Moto Guzzi 1928 500GT Norge 2906



Moto Guzzi ca. 1928 500 GT “Norge” 498 cc Exhaust over Inlet  single   frame # 53230

Moto Guzzi has been a leading make in Italy since 1921 and it is one of the few Italian makes to become well-known abroad.
From the twenties on a number of interesting racing machines with OHC engines were developed and Guzzis became a force to reckon with in TT races.
In the 1926 lightweight TT Ghersi was credited with the fastest lap and he actually was disqualified from the second place because the spark plug he used in the race was of a different make as the one he used in the practice session.
In1935 Stanley Woods won the Lightweight TT with a spring frame single Moto Guzzi; the next day Woods won the Senior race on a Guzzi twin!
The design of the Sport engine goes back to the early twenties.
It replaced the “Normale” type and from 1923 till 1928 the Sport was the only production Guzzi in the range.
It was finished in green with gold pin striping up to including 1927, after that the colour changed to red.
The Sport has a remarkable engine with its horizontal cylinder, radial finning to enhance cooling and big but slender exposed flywheel; the idea behind this construction being to keep the engine’s main bearings close together.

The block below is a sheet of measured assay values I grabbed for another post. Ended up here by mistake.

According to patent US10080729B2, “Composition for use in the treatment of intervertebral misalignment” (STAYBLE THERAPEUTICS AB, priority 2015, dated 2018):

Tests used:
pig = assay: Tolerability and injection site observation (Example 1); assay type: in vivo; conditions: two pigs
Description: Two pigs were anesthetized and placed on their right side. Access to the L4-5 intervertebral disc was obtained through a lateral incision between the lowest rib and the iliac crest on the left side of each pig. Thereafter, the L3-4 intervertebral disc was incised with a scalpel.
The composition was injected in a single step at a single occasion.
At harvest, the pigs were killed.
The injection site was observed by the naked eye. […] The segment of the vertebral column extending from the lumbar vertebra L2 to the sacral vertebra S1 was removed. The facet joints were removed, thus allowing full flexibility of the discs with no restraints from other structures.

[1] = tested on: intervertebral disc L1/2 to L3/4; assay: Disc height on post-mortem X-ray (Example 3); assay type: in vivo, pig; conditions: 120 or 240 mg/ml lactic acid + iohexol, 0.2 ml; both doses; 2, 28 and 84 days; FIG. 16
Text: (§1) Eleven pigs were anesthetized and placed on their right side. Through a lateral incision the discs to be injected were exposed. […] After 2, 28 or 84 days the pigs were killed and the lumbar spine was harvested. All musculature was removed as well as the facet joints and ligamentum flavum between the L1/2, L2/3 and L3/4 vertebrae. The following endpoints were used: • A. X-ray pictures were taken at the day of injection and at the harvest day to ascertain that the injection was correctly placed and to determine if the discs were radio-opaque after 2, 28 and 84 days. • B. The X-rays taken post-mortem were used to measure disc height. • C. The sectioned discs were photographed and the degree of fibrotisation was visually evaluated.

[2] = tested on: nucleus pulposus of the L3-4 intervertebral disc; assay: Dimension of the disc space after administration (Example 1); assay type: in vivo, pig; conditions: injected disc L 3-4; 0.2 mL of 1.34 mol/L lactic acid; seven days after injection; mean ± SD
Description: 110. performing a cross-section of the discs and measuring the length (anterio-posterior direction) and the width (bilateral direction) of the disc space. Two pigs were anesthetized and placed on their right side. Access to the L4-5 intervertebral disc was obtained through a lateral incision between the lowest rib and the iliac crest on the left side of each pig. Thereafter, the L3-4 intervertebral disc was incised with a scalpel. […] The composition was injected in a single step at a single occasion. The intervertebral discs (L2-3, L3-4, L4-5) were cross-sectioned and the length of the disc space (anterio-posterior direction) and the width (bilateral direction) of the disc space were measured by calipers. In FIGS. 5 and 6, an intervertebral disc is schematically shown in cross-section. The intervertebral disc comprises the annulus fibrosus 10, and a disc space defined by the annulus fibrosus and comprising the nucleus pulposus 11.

In 1927 Giuseppe Guzzi, elder brother of Carlo and the engineering genius of the family, designed a prototype of a touring version of the Sport model, the Grand Tourer (GT).
This machine was equipped with a very comfortable and well designed sprung frame, a swing arm with friction dampers.
The new model was dubbed “Norge” after the Italian airship that had carried out the first verified flight over the North Pole in 1926.
Giuseppe made a 6000 km long trip to the North Cape with the new GT 500 in the summer of 1928.
This feat created much publicity for the firm. However, despite its modest price, its stability and comfort the GT sales struggled for a few years because the public was rather sceptical about this new construction.
A few years later competition successes with its successor, the GT 16, would convince the prospective buyers of the merits of the sprung frame.
Sales went markedly up then but from the original GT only 78 machines were sold between 1928 and 1930.
Consequently, this older-restoration machine with Bosch lighting system and horn can be considered a rare bird indeed.